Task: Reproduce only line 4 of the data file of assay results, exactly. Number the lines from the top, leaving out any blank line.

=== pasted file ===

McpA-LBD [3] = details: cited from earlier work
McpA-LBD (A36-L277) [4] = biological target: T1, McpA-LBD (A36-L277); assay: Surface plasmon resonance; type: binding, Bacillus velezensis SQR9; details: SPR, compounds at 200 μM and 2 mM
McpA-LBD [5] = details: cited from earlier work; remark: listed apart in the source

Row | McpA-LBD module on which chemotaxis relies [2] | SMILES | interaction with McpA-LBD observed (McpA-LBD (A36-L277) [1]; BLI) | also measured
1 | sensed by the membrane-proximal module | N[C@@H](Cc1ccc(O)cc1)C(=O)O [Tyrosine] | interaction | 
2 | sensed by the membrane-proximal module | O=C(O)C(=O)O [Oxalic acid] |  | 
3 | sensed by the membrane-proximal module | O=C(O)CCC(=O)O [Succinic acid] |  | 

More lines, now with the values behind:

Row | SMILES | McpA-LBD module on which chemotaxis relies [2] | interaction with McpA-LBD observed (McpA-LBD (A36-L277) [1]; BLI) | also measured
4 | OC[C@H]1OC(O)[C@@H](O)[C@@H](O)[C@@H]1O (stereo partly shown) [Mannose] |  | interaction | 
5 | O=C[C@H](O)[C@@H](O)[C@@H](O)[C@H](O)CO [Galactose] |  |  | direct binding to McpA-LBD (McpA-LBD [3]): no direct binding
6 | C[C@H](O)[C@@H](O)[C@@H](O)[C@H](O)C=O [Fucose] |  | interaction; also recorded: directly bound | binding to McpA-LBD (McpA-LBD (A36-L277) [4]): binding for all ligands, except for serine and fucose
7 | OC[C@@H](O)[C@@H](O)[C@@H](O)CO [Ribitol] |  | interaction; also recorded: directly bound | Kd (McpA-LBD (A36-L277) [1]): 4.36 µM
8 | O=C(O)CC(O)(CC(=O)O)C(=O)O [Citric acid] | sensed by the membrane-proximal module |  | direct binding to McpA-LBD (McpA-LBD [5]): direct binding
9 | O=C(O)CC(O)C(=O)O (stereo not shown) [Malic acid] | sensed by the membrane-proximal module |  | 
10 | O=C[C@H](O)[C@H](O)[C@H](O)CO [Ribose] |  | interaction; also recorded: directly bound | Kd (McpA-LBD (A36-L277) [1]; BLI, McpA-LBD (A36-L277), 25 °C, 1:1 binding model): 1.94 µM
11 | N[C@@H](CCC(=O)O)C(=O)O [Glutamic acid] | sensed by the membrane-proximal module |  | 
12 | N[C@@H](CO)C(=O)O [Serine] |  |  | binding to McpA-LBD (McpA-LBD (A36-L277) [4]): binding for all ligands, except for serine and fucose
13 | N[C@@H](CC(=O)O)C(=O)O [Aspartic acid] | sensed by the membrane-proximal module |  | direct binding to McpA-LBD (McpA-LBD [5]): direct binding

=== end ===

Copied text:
Row | McpA-LBD module on which chemotaxis relies [2] | SMILES | interaction with McpA-LBD observed (McpA-LBD (A36-L277) [1]; BLI) | also measured